"Ted, for now, I'm going to continue to be restrained and appropriate in what I say in public. But you owe it to your party, and to the people who've voted for you in years past, not to take everything down with you in flames.

"Accordingly, now — before Election Day — you need to hand to me, as the Governor of Alaska, a formal, irrevocable letter of resignation which is automatically effective as of the instant that your post-verdict (pre-appellate) motion for new trial in the federal district court is denied (even though you may still have appellate avenues open at that point to challenge that judgment).

"Having made that commitment and signed that binding letter, Ted, then you can again ask the voters of Alaska to give you their votes — and they, in turn, can vote for you secure in the knowledge that one of either two things will happen: (a) The jury's verdict will be overturned, your presumption of innocence will be restored, and you'll have another day in court. Or else: (b) As Governor of Alaska, either I or perhaps Sean Parnell (as my successor) will appoint a qualified, honest Republican who will carry forward the Republican Party's best policies and ideals in the U.S. Senate seat you have occupied for so long."

With due respect to my friends at RedState.com, the response of principled conservatives to corruption in our own party ought to be to work to replace the corrupt actors with honest Republicans — not to endorse Democrats! Character is critical, but party policies are too, and we ought not throw the baby out with the dirty bathwater. Or to use a different metaphor: There are more ways to skin this cat, which I agree needs skinning, and there are better ways for Sen. Stevens and the voters of Alaska to "do the right thing" without handing the Democrats a larger legislative majority in 2009.

— Beldar

Posted by Beldar at 01:31 AM in 2008 Election, Law (2008), Palin, Politics (2008), SCOTUS & federal courts | Permalink


Other weblog posts, if any, whose authors have linked to Palin's public call on Stevens to "do the right thing" may mean "publicly commit to resign if the trial judge upholds the jury's verdict" and sent a trackback ping are listed here:


(1) Carol Herman made the following comment | Oct 28, 2008 3:40:26 AM | Permalink

Stop! The judge made an error.

How did the judge make this error? Wasn't there a point in the trial, when the proper thing would have been to toss the case? (Not sure if it was the prosecution that didn't turn over evidence.) But "something happened" because there were headlines. The judge decided, however, to proceed.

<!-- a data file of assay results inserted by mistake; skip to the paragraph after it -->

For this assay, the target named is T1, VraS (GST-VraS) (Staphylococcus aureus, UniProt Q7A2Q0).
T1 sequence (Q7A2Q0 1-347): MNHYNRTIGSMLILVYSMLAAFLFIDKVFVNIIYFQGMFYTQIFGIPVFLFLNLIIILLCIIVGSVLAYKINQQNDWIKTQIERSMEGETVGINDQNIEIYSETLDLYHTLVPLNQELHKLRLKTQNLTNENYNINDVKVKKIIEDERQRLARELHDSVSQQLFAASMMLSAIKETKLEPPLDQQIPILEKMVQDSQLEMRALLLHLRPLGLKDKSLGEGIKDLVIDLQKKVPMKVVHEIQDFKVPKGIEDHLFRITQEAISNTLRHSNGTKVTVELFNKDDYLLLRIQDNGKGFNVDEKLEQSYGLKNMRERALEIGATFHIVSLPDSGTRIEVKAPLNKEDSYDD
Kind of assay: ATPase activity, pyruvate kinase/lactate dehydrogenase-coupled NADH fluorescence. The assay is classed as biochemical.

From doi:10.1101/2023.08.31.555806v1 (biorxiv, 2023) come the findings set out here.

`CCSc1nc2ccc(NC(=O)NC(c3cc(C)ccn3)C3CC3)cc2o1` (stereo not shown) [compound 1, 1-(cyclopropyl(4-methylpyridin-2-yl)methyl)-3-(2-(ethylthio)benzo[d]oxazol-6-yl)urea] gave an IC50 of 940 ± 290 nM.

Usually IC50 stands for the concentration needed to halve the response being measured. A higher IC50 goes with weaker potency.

Up ahead? Could be, Stevens will be vindicated by the APPEALS process.

So, I'll vote "no" he doesn't have to step down.

Of course, in Alaska, the people will be voting. And, they really hold all the cards, here.

Palin wants a chance to put someone she knows in the "vacated ballot spot?" Too cute for words.

Or? In politics you're called upon to "say something." And, it's routine to "pull out the usual suspects of words" ... and make statements of no import.

Sorry, but there's no heroism if you can't defend the real system.

Even senators don't deserve to be railroaded.

(2) unseen made the following comment | Oct 28, 2008 8:38:57 AM | Permalink

The best thing for Stevens to do is say he will resign after the election. Ask Alsaka to vote for a generic rep seat with the knowledge that the gov with 80% approval ratings will get to pick a rep which in all likelihood will be the Lt. Gov.

(3) Carol Herman made the following comment | Oct 28, 2008 11:23:47 AM | Permalink

Why tamper with 80%?

Stevens knows the judge should have ruled a mistrial. Because the prosecutor withheld evidence.

What evidence? Evidence over an acknowledged payment attempt. By Stevens. Error? Belonged to the witness.

And, unless there's a major rules change, when the prosecutor withholds evidence ... and the judge proceeds ... then? You just might be gambling with the whole corrupt system?

You think prosecutors can do mischief, and years from now this won't be bounced out by the Circuit Court?

What would you call judges, who had "jobs for life," who sat on the Circuit, and went along "only for popular demand?"

Turns out if you crap on the system hard enough, you end up not even needing law schools!

Of course, where you get lucky is with most of the public. I'm just one lone-holdout juror, that's all.

(4) guyfromworcester made the following comment | Oct 29, 2008 11:06:35 AM | Permalink

"unseen," after Frank Murkowski became governor and appointed his daughter to succeed himself, Alaska decided (either by referendum or through the legislature; I don't remember) thst future vacancies would be filled by special election. Your scheme doesn't work.

The best thing Stevens could do is lose to Mark Begich and let the coutry climb its way out of the crapper.